GOLD BULLION rose near $1120 per ounce in London trade Friday, heading for only the second weekly rise in 8 as China followed this week’s Yuan devaluation by reporting additional gold reserves for the second time in a month.
The Yuan rose slightly on the FX market, recouping a little of the week’s earlier 3.5% drop after the People’s Bank of China (PBoC) moved Tuesday to a ‘market determined’ reference rate for its currency.
Asian shares held flat, but Shanghai equities closed the week almost 6% higher from last Friday as China’s securities regulator said Beijing may reduce its recent intervention
to support the market after this summer’s near 30% plunge.
Eurozone stock markets fell again, with Germany’s Dax index dropping 4.5% for the week as the single currency extended its rise on the FX market.
Data from the PBoC – central bank in the world’s heaviest gold consuming nation – today said it bought 19.3 tonnes for its bullion reserves during July, reaching above 1677 tonnes in total.
“The news is bullish at first glance
,” reckons Carsten Fritsch, commodities analyst at Germany’s Commerzbank, “but the monthly volume of 19 tonnes is maybe less than some would have expected.”
Moscow’s average monthly gold buying over the last 6 years has been just below 10 tonnes, taking its gold bullion reserves to 1273 tonnes on end-July’s data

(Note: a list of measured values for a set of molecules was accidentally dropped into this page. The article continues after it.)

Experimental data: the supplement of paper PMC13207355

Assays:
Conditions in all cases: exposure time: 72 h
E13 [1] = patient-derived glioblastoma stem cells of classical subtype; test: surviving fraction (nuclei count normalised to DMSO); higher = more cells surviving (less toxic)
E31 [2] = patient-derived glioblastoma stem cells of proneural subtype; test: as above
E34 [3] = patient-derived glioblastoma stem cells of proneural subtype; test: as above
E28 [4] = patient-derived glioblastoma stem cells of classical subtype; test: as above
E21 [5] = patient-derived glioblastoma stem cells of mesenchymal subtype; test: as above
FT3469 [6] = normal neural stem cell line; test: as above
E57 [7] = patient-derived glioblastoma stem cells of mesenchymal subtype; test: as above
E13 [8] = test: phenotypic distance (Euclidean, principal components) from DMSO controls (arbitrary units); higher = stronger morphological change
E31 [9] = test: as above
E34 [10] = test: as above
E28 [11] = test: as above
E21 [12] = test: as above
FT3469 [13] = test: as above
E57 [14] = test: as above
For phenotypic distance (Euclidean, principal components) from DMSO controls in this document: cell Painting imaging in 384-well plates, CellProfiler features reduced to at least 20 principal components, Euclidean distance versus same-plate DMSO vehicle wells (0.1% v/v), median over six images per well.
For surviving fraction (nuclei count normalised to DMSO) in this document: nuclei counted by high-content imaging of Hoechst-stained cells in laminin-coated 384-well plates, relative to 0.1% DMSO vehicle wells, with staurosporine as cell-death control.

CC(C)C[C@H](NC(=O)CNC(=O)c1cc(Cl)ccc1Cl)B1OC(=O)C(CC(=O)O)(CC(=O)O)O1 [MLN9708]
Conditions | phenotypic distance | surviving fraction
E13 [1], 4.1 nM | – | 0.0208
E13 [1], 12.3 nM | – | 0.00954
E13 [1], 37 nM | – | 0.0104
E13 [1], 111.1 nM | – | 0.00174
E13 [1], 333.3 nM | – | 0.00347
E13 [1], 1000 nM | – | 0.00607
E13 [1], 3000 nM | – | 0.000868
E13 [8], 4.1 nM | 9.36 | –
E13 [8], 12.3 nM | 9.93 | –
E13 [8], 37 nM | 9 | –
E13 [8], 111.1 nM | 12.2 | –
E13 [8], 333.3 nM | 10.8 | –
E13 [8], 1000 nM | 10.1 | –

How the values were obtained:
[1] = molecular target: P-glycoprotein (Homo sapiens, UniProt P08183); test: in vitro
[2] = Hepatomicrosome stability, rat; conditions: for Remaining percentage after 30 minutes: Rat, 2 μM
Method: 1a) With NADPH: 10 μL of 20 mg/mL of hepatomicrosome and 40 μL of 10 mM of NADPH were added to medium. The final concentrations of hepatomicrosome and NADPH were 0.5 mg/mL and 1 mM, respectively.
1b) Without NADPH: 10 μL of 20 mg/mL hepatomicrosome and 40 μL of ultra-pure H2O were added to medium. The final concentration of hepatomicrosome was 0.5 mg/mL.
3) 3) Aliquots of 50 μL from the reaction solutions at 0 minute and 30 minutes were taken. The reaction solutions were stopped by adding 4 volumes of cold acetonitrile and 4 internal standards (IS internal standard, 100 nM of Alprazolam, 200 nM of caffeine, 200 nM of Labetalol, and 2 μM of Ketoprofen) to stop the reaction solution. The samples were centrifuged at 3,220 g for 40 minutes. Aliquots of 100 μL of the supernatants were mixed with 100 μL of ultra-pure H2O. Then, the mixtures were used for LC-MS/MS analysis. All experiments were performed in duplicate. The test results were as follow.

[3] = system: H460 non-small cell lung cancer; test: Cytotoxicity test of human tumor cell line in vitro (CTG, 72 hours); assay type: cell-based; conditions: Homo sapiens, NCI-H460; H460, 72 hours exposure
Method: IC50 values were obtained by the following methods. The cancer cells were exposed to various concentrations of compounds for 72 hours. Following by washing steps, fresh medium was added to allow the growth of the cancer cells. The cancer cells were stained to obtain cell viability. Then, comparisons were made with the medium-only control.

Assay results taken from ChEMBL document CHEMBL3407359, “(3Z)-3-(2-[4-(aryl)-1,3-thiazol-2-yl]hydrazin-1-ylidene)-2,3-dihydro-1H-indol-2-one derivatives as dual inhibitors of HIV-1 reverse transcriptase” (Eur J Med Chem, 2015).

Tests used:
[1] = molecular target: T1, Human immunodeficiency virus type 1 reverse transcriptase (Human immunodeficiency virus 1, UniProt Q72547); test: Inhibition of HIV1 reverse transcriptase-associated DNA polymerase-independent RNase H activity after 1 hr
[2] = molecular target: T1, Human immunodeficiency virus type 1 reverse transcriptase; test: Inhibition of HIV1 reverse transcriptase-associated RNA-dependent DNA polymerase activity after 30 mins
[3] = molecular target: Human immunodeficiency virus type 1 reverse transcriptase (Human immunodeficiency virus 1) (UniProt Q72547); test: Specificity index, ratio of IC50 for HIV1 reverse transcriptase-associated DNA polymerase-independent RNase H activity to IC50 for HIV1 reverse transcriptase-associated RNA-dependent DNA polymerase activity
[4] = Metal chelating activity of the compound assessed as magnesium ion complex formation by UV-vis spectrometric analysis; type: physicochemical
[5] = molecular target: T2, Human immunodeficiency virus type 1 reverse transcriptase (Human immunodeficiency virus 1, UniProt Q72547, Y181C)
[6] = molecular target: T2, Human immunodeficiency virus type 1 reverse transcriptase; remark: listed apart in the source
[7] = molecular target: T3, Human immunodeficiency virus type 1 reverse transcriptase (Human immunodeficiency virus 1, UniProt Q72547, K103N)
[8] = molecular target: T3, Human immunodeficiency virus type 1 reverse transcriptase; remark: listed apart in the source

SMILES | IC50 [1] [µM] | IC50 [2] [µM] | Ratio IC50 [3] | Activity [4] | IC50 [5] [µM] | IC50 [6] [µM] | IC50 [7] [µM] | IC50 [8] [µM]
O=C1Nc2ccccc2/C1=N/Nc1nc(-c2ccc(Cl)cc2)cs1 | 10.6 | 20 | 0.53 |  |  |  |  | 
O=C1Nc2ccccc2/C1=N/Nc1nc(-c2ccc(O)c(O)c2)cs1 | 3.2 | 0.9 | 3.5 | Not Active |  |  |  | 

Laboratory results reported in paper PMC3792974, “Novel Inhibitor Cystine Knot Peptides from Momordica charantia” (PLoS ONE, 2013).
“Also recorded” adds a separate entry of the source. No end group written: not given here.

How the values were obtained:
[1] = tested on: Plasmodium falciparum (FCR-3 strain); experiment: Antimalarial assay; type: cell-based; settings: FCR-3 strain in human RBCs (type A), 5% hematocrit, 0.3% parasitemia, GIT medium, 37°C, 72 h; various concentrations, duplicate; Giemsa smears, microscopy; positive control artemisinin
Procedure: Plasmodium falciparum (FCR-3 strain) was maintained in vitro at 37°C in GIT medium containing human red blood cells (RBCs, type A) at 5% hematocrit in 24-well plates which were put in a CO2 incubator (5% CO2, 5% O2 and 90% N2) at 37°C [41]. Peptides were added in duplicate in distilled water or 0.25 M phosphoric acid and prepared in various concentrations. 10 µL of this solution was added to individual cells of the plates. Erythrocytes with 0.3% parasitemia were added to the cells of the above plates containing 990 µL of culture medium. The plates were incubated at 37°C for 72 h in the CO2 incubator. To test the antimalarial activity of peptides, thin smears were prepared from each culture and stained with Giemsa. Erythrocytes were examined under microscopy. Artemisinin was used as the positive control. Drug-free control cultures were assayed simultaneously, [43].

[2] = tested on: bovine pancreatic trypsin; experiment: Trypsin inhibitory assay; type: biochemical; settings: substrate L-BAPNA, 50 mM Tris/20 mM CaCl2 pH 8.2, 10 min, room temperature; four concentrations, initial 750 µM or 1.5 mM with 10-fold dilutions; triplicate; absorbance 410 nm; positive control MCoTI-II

Reporting monthly “is a tough standard
,” the Financial Times
quotes Matthew Turner in London at Australia’s Macquarie investment bank, “historically [applied] largely [by] the developed economies.
“The Chinese devaluation is the right [news] to focus on for the gold market,” Turner also tells Bloomberg.
“When central bankers lose control, as the PBoC appeared to do this week, gold tends to do well.”
“But that seems to have passed.”
Over in Hong Kong, “The Yuan devaluation is making people uncertain about the economy,” Reuters quotes Ronald Leung at Lee Cheong Gold Dealers.
“If gold prices hold at current levels, maybe some physical demand will come back a bit.”
Bullion premiums above London prices on the Shanghai Gold Exchange – which had spiked to $6.50 per ounce
on this week’s Yuan devaluation – today eased back to historical norms at $2.50 on quieter trading volumes.
Gold priced in Euros meantime neared the weekend at €1003 per ounce – barely 0.5% higher from last Friday compared with a 2.2% gain for Dollar investors and a 5.2% rise in terms of the Yuan.
One Chinese export manager today called the PBoC’s new currency policy “a big bonus”, reports the official Xinhua news agency.